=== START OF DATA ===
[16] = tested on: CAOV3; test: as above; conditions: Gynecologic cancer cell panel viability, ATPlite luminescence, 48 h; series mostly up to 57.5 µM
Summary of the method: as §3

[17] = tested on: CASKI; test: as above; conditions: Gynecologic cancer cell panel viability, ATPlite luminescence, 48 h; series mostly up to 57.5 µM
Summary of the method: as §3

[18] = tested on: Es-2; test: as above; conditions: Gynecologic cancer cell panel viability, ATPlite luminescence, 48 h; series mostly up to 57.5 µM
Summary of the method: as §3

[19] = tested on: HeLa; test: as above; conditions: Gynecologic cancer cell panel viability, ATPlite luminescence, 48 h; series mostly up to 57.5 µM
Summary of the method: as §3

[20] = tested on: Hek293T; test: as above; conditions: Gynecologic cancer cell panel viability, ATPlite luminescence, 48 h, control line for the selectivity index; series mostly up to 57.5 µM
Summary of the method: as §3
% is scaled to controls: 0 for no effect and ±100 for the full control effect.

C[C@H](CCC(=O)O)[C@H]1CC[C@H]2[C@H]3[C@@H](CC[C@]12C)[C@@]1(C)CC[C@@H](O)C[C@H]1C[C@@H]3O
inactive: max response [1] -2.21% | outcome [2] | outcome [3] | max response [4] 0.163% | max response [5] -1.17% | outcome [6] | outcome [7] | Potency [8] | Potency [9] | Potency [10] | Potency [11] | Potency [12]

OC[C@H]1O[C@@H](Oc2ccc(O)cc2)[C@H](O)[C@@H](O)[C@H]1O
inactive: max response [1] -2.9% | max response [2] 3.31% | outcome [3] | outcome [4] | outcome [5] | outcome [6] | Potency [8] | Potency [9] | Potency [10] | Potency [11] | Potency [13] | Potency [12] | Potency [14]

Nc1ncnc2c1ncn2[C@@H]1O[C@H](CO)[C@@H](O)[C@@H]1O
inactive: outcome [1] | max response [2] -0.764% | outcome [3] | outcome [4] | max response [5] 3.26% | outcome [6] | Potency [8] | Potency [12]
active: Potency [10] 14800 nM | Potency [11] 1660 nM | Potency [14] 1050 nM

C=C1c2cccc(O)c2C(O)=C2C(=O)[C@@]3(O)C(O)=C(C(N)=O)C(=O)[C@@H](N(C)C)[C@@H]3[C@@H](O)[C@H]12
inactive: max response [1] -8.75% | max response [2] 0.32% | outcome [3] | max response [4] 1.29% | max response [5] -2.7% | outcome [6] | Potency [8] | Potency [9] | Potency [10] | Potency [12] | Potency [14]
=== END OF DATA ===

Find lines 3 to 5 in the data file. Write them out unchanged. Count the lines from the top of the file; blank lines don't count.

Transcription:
[17] = tested on: CASKI; test: as above; conditions: Gynecologic cancer cell panel viability, ATPlite luminescence, 48 h; series mostly up to 57.5 µM
Summary of the method: as §3

[18] = tested on: Es-2; test: as above; conditions: Gynecologic cancer cell panel viability, ATPlite luminescence, 48 h; series mostly up to 57.5 µM